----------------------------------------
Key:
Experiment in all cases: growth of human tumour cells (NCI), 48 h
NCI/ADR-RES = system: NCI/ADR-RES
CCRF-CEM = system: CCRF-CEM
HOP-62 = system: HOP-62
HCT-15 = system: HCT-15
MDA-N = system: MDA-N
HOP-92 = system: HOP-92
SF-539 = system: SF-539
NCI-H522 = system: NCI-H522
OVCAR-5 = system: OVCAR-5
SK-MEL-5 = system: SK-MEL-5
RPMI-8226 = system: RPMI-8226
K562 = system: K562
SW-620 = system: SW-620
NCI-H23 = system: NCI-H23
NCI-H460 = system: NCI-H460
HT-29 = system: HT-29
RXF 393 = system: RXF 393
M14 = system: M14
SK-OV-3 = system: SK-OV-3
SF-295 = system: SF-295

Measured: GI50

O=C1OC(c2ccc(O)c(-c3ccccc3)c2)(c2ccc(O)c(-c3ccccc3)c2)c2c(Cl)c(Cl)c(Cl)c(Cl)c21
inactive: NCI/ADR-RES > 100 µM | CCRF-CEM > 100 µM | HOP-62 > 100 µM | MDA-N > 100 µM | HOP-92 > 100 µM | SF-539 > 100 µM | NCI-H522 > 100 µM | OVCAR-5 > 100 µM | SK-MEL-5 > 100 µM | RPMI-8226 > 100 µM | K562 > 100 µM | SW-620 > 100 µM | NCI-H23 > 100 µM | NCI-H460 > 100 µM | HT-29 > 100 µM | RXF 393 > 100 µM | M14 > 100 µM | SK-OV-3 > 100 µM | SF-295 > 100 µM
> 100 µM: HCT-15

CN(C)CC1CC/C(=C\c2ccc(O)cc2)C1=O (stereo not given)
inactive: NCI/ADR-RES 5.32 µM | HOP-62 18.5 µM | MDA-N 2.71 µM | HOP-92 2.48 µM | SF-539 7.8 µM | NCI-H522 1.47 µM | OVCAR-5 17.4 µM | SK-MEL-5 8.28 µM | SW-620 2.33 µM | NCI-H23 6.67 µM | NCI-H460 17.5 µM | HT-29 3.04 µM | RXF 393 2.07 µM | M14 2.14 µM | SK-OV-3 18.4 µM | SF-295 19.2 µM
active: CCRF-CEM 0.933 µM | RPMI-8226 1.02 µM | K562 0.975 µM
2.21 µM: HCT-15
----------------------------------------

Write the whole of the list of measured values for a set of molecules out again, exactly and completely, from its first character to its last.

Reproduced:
Key:
Experiment in all cases: growth of human tumour cells (NCI), 48 h
NCI/ADR-RES = system: NCI/ADR-RES
CCRF-CEM = system: CCRF-CEM
HOP-62 = system: HOP-62
HCT-15 = system: HCT-15
MDA-N = system: MDA-N
HOP-92 = system: HOP-92
SF-539 = system: SF-539
NCI-H522 = system: NCI-H522
OVCAR-5 = system: OVCAR-5
SK-MEL-5 = system: SK-MEL-5
RPMI-8226 = system: RPMI-8226
K562 = system: K562
SW-620 = system: SW-620
NCI-H23 = system: NCI-H23
NCI-H460 = system: NCI-H460
HT-29 = system: HT-29
RXF 393 = system: RXF 393
M14 = system: M14
SK-OV-3 = system: SK-OV-3
SF-295 = system: SF-295

Measured: GI50

O=C1OC(c2ccc(O)c(-c3ccccc3)c2)(c2ccc(O)c(-c3ccccc3)c2)c2c(Cl)c(Cl)c(Cl)c(Cl)c21
inactive: NCI/ADR-RES > 100 µM | CCRF-CEM > 100 µM | HOP-62 > 100 µM | MDA-N > 100 µM | HOP-92 > 100 µM | SF-539 > 100 µM | NCI-H522 > 100 µM | OVCAR-5 > 100 µM | SK-MEL-5 > 100 µM | RPMI-8226 > 100 µM | K562 > 100 µM | SW-620 > 100 µM | NCI-H23 > 100 µM | NCI-H460 > 100 µM | HT-29 > 100 µM | RXF 393 > 100 µM | M14 > 100 µM | SK-OV-3 > 100 µM | SF-295 > 100 µM
> 100 µM: HCT-15

CN(C)CC1CC/C(=C\c2ccc(O)cc2)C1=O (stereo not given)
inactive: NCI/ADR-RES 5.32 µM | HOP-62 18.5 µM | MDA-N 2.71 µM | HOP-92 2.48 µM | SF-539 7.8 µM | NCI-H522 1.47 µM | OVCAR-5 17.4 µM | SK-MEL-5 8.28 µM | SW-620 2.33 µM | NCI-H23 6.67 µM | NCI-H460 17.5 µM | HT-29 3.04 µM | RXF 393 2.07 µM | M14 2.14 µM | SK-OV-3 18.4 µM | SF-295 19.2 µM
active: CCRF-CEM 0.933 µM | RPMI-8226 1.02 µM | K562 0.975 µM
2.21 µM: HCT-15